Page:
This chapter comprehensively describes not only the molecular origin of disorders of red blood cells, coagulation factors, fibrinolytic proteins, and platelets but also the clinical manifestations, diagnostic procedures, therapeutic approaches, and management of affected patients. Genetic mutations of the red cell membrane and enzymes resulting in severe hemolytic anemia are discussed, including hereditary spherocytosis, elliptocytosis, stomatocytosis, G6PD deficiency and pyruvate kinase deficiency. The genotypes and phenotypes of hemoglobinopathies are reviewed including sickle cell anemia, alpha thalassemia and beta thalassemia. The genetic forms of megaloblastic anemia (e.g., deficiency of intrinsic factor, transcobalamin) are presented. Molecular abnormalities of the coagulation cascade, anticoagulation pathway, and fibrinolysis are elucidated, particularly the hemophilias, von Willebrand disease, antithrombin III deficiency, factor V Leiden, protein C/S deficiency, and plasminogen deficiency. This chapter concludes with a discussion of inherited platelet problems such as Glanzmann thrombasthenia, gray platelet syndrome, and Bernard Soulier syndrome, and how clinicians diagnose and manage patients with these rare disorders.
The embryology, anatomy, and physiology of the multi-functional proximal renal tubule, thick descending tubule, thin, and thick ascending limbs of the loop of Henle, distal convoluted tubule, connecting tubule, and collecting duct are described. The clinical manifestations and biochemical abnormalities of the four forms of renal tubular acidosis (RTA: Type 1 – Distal tubule, Type 2 – Proximal tubule, Type 3 – Mixed, Type 4 – Hypoaldosteronism) are presented. Forms of pseudohypoaldosteronism are then reviewed. The pathophysiology and genetic variations underlying the Bartter, Gittleman, Liddle, and Fanconi syndromes are presented.
In “Genetic Disorders of Calcium, Phosphorus, and Bone Homeostasis” the mechanisms that regulate calcium and phosphorus metabolism and bone formation, resorption, strength, and resilience are discussed. The physiologic function and roles of vitamin D metabolites, parathyroid hormone, calcitonin, and other factors (e.g., phosphatonins, receptor activator of nuclear factor kappa B ligand, osteoprotegerin, et cetera) are presented. The functional effects of osteoblasts, osteocytes, and osteoclasts upon bone matrix and hydroxyapatite and their roles in bone development and maintenance of bone strength are described. The roles of alkaline phosphatase, collagen, non-collagenous proteins (e.g., osteocalcin, osteonectin, small integrin-binding ligand, N-linked glycoproteins such as matrix extracellular glycoprotein and dentin matrix protein that bind avidly to hydroxyapatite, the calcium phosphate crystal) in the maintenance of bone integrity and strength are examined. Genetic disorders resulting in hypocalcemia, hypercalcemia, or abnormalities of bone mineralization are then described. Variants of genes that regulate development of the parathyroid glands, synthesis or biologic effectiveness of parathyroid hormone, metabolism of vitamin D, and the calcium sensing receptor may result in hypocalcemia. Mutations in AIRE (Autoimmune regulator) lead to autosomal dominant hypoparathyoidism through dysregulation of the immune system resulting in autoimmune destruction of the parathyroid glands. Among other causes, deleterious variations in genes that regulate the expression of the calcium sensing receptor, differentiation of the parathyroid glands, production of the seven transmembrane, G-protein associated parathyroid hormone receptor, metabolism of vitamin D and continuous gene deletions (e.g., Williams-Beuren syndrome, chromosome 7q11.23) may result in hypercalcemia. Mutations in genes that regulate collagen synthesis and removal, intestinal and renal calcium, phosphorus, and hydrogen transport, and skeletal hydroxyapatite deposition and resorption may result in decreased or excessive bone mineralization – both often manifested clinically by increased bone fragility.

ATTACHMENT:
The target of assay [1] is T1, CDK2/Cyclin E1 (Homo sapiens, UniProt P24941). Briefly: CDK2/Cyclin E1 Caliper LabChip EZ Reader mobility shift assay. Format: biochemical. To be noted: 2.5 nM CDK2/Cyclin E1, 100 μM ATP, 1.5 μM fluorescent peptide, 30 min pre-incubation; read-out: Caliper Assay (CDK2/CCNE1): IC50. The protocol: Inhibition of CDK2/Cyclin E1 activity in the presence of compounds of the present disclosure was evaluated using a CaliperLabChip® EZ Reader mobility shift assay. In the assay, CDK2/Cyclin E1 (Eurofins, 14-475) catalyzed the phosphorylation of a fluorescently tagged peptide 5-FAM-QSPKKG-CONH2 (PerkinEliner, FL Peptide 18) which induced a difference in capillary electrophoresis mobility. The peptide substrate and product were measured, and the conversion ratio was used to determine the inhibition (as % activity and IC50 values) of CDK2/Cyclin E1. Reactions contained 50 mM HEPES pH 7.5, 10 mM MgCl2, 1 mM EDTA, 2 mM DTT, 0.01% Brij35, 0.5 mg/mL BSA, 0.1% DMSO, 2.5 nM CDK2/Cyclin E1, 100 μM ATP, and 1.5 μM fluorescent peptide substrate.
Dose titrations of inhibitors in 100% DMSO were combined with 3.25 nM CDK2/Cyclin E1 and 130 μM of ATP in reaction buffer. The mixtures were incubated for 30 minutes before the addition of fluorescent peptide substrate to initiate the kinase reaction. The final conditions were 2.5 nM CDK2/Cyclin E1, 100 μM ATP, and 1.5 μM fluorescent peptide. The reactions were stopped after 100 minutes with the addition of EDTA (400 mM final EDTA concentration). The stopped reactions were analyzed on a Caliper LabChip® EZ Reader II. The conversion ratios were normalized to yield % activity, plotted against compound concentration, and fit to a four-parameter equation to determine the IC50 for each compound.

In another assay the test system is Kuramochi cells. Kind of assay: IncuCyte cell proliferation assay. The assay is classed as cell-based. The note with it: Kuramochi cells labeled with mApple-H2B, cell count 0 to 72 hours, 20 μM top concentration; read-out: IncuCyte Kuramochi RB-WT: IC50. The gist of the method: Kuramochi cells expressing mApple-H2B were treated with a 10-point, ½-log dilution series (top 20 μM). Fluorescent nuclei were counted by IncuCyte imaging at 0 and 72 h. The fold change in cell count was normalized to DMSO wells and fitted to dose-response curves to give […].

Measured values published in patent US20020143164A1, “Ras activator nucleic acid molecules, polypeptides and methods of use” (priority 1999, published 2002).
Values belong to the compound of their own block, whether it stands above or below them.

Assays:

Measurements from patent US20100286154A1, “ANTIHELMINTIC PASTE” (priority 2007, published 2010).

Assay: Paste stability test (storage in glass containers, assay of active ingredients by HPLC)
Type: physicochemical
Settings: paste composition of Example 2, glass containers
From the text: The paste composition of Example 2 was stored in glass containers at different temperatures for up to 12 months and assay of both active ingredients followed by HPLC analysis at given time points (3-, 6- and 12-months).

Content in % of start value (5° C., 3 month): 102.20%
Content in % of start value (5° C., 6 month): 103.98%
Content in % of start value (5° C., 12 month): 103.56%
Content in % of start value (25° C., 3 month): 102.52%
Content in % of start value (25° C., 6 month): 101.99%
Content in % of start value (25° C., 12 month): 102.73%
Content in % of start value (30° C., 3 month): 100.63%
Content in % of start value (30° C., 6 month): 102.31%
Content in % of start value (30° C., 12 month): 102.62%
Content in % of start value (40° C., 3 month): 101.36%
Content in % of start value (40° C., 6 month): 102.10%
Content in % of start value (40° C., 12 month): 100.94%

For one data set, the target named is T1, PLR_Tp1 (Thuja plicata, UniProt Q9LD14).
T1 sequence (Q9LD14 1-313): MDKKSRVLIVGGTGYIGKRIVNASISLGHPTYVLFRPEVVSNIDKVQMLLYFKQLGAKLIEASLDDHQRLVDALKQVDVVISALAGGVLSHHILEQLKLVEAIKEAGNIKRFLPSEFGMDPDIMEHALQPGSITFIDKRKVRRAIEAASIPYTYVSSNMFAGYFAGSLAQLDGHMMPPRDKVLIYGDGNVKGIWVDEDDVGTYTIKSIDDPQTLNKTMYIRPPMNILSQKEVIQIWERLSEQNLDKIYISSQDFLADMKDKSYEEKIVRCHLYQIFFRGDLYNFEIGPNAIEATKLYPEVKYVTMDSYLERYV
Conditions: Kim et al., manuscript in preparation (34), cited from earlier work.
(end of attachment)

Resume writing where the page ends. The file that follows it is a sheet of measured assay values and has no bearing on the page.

The peroxisome biogenesis disorders (PBD) are a heterogeneous group of autosomal recessive disorders in which peroxisome assembly is impaired, leading to deficiencies of peroxisomal enzymes, complex developmental sequelae and progressive disabilities. Mammalian peroxisome assembly involves the coordinated action of multiple PEX proteins, or peroxins, encoded by PEX genes. There are two main groups of PBD: Zellweger spectrum disorder, due to defects in any one of 13 PEX genes, and Rhizomelic Chondrodysplasia Punctata spectrum, mainly due to defects in PEX7. For most patients, there is a correlation between clinical severity and effect of the mutation on PEX protein function. Diagnosis relies on biochemical measurements of peroxisome metabolites and enzymatic functions, PEX gene sequencing and, in some cases, analysis of peroxisome morphology and more detailed studies of peroxisome biology. Recent advancements in diagnosis have expanded the phenotypes observed, indicating that the full spectrum of these disorders remains to be identified. Although there are no targeted therapies, improved knowledge of peroxin functions, continued characterization of disease models, and systematic clinical studies are expected to impact treatment in the near future.